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Diaspora - decentralising social networking with better user controlled privacy

Discussion in 'Tech, Science, and Space' started by Tim, May 14, 2010.

  1. Tim

    Tim Creative Writer

    Joined:
    Jan 16, 2005
    Location:
    England
    In the midst of another privacy furore: http://www.allfacebook.com/2010/05/facebook-calls-all-hands-meeting-on-privacy/ Along comes a quartet of guys wanting to spend their time coding a new type of social networking that gives the ultimate power of privacy and content control in the hands of the users: http://www.nytimes.com/2010/05/12/nyregion/12about.html Interesting to note they only wanted $10,000 to cover their expenses where they should have been working to cover their tuition fees/rent/etc and within 12 hours I've seen it jump from practically $25,000 to $130,000 showing a lot of people are concerned over privacy issues or just hate Facebook enough from past experience to put their pennies in.

    There is little details on the new system they are proposing, so I'm wary of saying much myself right now. Although initial impressions suggest that the data is held on a users pc? This has led to me wondering about storage and bandwidth for media data such as pics, music and videos. Comments have suggested social networking servers should be moved to Iceland to use geothermal energy where the growing electricity needs from traditional power stations is going to become prohibitive. For now, the end user is going to see additional energy costs running their machines as data nodes possibly. With the skyrocketing cost of energy in the UK and other places in the EU I wonder if this might cause a problem for the end user? The new nuclear power stations bandied around have come with comments that the cost will be offloaded on the consumers, increasing fuel costs even further. There is only a future of worry to peoples wallets. Bandwidth constrained users may find themselves left out too. In the UK we have people getting internet via mobile phone operators with only 1-2gig allowances per month.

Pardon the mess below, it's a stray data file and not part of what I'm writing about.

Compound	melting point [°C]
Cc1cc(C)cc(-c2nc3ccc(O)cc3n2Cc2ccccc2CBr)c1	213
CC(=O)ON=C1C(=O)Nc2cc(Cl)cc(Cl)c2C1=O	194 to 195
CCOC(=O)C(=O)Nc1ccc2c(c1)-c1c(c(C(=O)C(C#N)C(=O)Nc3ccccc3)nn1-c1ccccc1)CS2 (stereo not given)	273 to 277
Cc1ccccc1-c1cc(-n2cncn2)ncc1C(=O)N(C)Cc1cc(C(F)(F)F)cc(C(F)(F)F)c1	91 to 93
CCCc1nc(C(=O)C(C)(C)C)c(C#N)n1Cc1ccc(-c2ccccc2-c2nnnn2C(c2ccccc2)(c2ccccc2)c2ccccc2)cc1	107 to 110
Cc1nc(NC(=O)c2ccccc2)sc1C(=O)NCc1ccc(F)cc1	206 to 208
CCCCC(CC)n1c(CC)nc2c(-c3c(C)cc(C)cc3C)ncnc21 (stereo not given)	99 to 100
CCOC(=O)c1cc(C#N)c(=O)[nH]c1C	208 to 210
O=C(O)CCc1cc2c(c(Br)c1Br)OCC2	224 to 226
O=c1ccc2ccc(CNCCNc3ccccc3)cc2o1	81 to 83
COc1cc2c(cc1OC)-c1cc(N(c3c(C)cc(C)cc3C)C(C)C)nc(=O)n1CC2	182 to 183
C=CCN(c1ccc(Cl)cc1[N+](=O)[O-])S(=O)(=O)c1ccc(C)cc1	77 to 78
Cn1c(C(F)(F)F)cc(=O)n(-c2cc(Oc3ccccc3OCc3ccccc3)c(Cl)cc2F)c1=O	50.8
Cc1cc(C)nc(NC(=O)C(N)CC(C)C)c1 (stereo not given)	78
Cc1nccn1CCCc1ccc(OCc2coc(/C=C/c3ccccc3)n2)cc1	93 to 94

Facebook is in another battle as we speak with the creators of mini games integrated into their site including Farmville and Mafia Wars: http://technology.timesonline.co.uk...eb/article7125932.ece#cid=OTC-RSS&attr=797084 where Facebook has shifted money transactions to "Facebook Credits" and they want 30% of Zynga's incoming monies. Balking at this, a new social networking site is being considered for creation to run the games, maybe taking away more Facebook users. Considering a goods developer trying to sell in a bricks and mortar premises belonging to someone else rarely see 50% of the RRP the goods go for, is this really so bad a situation?

    Whatever happens, things are likely to splinter this summer as more big players get in the game, arguments lead to crumbling 'partnerships' and communities lose touch with each other. No longer can Facebook hold the world in its hands with no viable competitors. This monolithic corporation has to listen to its partners, its community and ultimately the end users. If it cannot strike a deal, then splintering will occur. As an additional note, the new Community Pages on Facebook seem to be setting out a wiki type section to be fully implemented later on.

    Already I've seen one brand, a linguistic website, who find now there is a community page on Facebook which if you "like" then any posts you make with links to stories on the linguistics website appear on the community page, causing privacy issues and also copyright queries from the people whose brands have suddenly appeared there, even if there is a plain text warning it is a community page. People can be misled, and any brand creating a community webpage on Facebook finds that the original generated one is still present, competing and splintering their corporate image. Take down notices have started to be sent in, we wait and see what happens.

    http://www.facebook.com/pages/Cool-Sci-Fi/353226400731?v=desc&ref=search This is, of course, a worry! What does this website do now after so many years in existence? and what does a Duran Duran video have to do with us? This shows the confusion brands face now.

    BTW, Kevin, I have control of the Coolscifi fan page application on Facebook. I grabbed the name and created a default application with no working components apart from adding some logos a long time ago to prevent anyone else ripping it off and causing a problem, chasing after them. I keep forgetting to tell you, but will hand it over anytime you want it, although can't find any transfer details or a way to delete the app right now strangely. If you noticed it existed and was worried about it, now you know I grabbed it for this sites safety.
     

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